Stuff I Reluctantly Learned from Homeschooling, Vol. 9

Hello, all! It’s been two months since my last Homeschooling update. (This makes me sound as if I’m at an AA meeting. Well, I guess I’m addicted to homeschooling so perhaps it is an apt comparison.)

Anyhow, I have been remiss lately in both the writing and the homeschooling, but thankfully, the beauty of outsourcing a lot of our homeschooling is that I can personally slack on stuff but the kids will still be educated.

Also, “everything” and “life” is considered “school” so that is also a great “cheat.”

Now, just because I haven’t done a lot of at home teaching doesn’t mean I haven’t learned anything. So then, here are the things I’ve reluctantly learned from homeschooling in February and March 2017:

1) Practice reading every day or there is no momentum.

I swear I constantly forget this. If we practice reading (be it Chinese or English), it is much harder to do it sporadically than to do it consistently. If we continue with the sporadic reading, we have to restart each day and it is super frustrating each time.

However, when I force myself to be disciplined and have the kids read daily, there is a cumulative effect and the kids improve much faster and build their confidence at a greater clip.

This is also the reason why Cookie Monster (7yo) improved at piano once he started practicing daily for 5-15 minutes. And now that he is much better at playing piano, he will play for fun throughout the day.

I suspect (rather, I know) that once their reading hits that highly competent level, they will also want to read for fun on a daily basis. My hope and my dream.

Unfortunately, this leads to my next lesson.

2) Unless I am willing to do the work, my children will never get self-sufficient.

The best part of Cookie Monster playing piano is that he can pretty much do 99% of all his practicing by himself. I only have to help him with his theory homework because that requires reading in English and we have only begun on that.

It was PAINFUL to get Cookie Monster to the point he is at today in piano – but it has been well worth it. I no longer have to sit with him and help him read notes, etc.

Thus, whether it is painfully teaching kids step by step on how to put their bowls and utensils in the dishwasher (which is really a multiple of intuitive steps – but only to grown ups), or teaching them how to slowly cut vegetables with a knife, or even reading so that they can finally read their own instructions, it all takes work on my part.

But then, once that initial pain period is over, I am free.

3) Be kind.

I am a very no nonsense and gruff type of person. I often am exasperated when I teach because I truly don’t remember not knowing how to read English, read music, read zhuyin, or do a lot of things.

But I also know from experience that having someone judge you the entire time you’re doing something new is very hard to feel comfortable enough to risk and make mistakes so that you can actually learn something new.

I need to remember that whenever I am kind and patient, (truly alien concepts to my personality), my children respond so much better. And they end up LIKING the hard thing.

Most recently, I was teaching Cookie Monster how to do division with remainders. He was having a really hard time understanding the concept and he was getting frustrated.

Instead of being exasperated as I am wont to do, I chose to be patient and kind and as a result, after about ten minutes, he understood the concept. He wasn’t perfect, but he got the main idea.

Then, he said, “Thanks, Mama! Remainders are FUN!”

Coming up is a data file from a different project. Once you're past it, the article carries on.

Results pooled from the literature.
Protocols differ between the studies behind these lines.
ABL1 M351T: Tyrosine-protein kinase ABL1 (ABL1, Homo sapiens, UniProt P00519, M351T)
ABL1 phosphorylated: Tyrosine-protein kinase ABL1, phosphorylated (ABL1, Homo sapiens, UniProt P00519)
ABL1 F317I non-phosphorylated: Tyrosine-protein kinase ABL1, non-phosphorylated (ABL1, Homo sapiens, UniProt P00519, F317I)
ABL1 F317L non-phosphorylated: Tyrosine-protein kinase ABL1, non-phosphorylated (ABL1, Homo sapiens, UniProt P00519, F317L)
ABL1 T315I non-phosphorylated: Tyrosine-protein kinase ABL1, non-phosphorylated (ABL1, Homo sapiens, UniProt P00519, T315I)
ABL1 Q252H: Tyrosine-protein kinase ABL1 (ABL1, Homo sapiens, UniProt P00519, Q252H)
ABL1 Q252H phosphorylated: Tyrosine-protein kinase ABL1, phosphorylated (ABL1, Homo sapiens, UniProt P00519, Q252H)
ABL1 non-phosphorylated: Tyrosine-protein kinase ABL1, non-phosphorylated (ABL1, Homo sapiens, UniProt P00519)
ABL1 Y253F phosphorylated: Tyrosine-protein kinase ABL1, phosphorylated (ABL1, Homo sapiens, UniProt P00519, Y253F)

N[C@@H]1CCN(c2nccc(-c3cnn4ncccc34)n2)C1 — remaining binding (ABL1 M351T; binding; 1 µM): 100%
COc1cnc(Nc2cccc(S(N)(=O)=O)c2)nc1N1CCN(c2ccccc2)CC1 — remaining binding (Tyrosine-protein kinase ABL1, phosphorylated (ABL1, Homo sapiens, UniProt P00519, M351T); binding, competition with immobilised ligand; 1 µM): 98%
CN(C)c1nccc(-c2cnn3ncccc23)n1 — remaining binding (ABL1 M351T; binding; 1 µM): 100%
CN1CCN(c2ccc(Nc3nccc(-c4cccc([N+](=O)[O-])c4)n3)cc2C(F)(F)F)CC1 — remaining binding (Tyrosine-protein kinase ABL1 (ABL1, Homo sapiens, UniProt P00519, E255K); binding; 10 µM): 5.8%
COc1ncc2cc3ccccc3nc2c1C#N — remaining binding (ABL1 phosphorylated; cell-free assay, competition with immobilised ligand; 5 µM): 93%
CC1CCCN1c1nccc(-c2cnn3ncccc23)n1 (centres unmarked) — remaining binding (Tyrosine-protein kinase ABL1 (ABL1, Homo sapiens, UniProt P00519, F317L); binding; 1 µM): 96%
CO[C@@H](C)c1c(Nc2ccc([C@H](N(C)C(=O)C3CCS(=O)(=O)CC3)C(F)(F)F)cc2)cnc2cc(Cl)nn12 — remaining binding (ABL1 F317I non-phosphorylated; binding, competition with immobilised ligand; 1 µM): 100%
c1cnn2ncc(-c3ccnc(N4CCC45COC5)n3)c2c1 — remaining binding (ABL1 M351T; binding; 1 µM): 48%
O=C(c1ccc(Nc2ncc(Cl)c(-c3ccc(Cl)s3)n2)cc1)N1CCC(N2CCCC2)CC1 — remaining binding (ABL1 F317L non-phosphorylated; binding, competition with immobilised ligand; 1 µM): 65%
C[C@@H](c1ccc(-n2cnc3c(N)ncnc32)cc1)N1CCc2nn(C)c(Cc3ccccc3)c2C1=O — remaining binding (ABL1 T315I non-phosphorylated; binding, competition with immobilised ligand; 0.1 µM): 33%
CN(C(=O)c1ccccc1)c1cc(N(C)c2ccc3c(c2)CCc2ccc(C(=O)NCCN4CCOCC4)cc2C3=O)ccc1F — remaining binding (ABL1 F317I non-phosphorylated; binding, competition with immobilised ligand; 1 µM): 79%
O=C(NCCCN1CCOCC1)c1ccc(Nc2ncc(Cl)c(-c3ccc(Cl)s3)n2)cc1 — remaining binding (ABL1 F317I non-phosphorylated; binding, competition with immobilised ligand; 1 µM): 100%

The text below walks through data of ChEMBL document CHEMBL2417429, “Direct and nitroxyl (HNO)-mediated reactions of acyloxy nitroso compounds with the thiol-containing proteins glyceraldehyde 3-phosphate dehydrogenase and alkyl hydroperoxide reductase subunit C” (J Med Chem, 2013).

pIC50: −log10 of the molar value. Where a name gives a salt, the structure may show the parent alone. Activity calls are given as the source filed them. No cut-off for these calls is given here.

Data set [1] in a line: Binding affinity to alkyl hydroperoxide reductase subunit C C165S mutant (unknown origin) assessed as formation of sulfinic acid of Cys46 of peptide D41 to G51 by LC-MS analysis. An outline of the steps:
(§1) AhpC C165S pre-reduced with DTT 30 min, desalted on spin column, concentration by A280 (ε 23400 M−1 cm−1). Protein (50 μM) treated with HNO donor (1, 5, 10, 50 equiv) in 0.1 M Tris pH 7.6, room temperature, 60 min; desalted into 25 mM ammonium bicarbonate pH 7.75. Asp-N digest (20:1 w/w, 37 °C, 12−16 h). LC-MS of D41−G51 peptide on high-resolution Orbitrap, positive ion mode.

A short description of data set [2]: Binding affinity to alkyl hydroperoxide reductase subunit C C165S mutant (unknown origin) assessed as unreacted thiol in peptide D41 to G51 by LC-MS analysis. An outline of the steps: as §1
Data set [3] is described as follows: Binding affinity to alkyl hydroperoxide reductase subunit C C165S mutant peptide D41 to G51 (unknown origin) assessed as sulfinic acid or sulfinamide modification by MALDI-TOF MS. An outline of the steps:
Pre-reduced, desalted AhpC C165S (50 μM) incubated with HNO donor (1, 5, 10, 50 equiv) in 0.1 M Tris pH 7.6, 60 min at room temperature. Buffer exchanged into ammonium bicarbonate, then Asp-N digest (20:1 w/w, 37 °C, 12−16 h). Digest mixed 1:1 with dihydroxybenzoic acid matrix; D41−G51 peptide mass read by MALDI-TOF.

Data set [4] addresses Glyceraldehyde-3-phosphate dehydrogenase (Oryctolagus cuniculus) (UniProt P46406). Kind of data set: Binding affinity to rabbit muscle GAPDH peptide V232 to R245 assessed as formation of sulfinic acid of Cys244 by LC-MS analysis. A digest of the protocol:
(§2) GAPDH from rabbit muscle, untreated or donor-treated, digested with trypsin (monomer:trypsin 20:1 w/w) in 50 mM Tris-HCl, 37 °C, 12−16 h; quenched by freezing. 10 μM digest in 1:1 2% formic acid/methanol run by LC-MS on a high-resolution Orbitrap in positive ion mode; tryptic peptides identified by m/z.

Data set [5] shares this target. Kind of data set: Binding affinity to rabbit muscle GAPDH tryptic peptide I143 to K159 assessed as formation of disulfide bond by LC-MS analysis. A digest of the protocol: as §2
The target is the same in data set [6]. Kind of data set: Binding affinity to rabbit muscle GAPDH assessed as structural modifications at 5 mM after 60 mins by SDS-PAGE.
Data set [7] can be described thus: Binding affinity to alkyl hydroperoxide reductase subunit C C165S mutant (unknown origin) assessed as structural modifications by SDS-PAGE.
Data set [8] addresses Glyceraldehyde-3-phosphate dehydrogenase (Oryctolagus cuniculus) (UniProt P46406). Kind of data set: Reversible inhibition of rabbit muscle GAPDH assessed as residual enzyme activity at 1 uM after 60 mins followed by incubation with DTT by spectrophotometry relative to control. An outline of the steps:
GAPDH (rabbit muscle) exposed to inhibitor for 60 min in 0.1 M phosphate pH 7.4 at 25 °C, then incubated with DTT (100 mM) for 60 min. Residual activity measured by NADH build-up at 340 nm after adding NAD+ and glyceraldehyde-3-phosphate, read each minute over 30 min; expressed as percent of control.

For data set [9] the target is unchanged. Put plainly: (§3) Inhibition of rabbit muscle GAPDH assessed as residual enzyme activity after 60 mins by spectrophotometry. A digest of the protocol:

I don’t think I would have ever thought that remainders are fun. But because I was kind, instead of hating something hard, Cookie Monster thought it was fun. And then proceeded to try a lot of the problems because he thought they were fun and that it was fun to apply his new knowledge.

4) Do things not because you benefit but because you are family.

Because the kids are getting older and because quite frankly, I’m lazy and tired, I often tell them to do things that don’t directly benefit them. Or I tell them to pick up things that they didn’t mess up.

Inevitably, I’m asked, “Why do I have to do _____ when I didn’t make the  mess?”

I then proceed to ask them if I should make them food since I’m not the one eating. Or if I should help them bathe because I’m not the one who’s dirty. Or if I should take them to their activities since I’m not the one doing them. Or pretty much, ANYTHING IN THEIR LIVES.

That shuts them up right quick.

5) Turn off the screen. Let the kids play. Don’t interrupt fights.

I put these three together because all too often, I forget that if a screen is on, of COURSE they won’t play. And then, I forget that the only way they can learn  physical as well as emotional boundaries is to let them fight.

And when the screen is off, they go out in the back yard and make mud pies and climb the muddy hill and dig holes and climb stuff. They build elaborate dinosaur and army men war set ups with blocks and then have a great time messing it all up in the game of war. They set up car societies with all their toy cars and play families (which sounds all sweet and lovely until you realize you and Hapa Papa are dead in these scenarios).

They have a fantastic time.

6) My kids need outside/park time.

We had a great run of 2-3 weeks where we met Fleur and Guavarama’s kids’ almost every week day for park play dates. It was particularly welcome because it was coming off of several weeks of nonstop rain and gloom.

Those park days were glorious.

And even my cold, dark heart thawed a bit and was semi-unannoyed.

I forget that kids need sunshine and fresh air. That in turn makes them less wiggly and cranky and that makes ME less cranky.

Oh, and they get to climb trees. Bonus.

Alright. I know these lessons aren’t exclusive to homeschooling, but that’s the context in which I learn them. Have a wonderful weekend!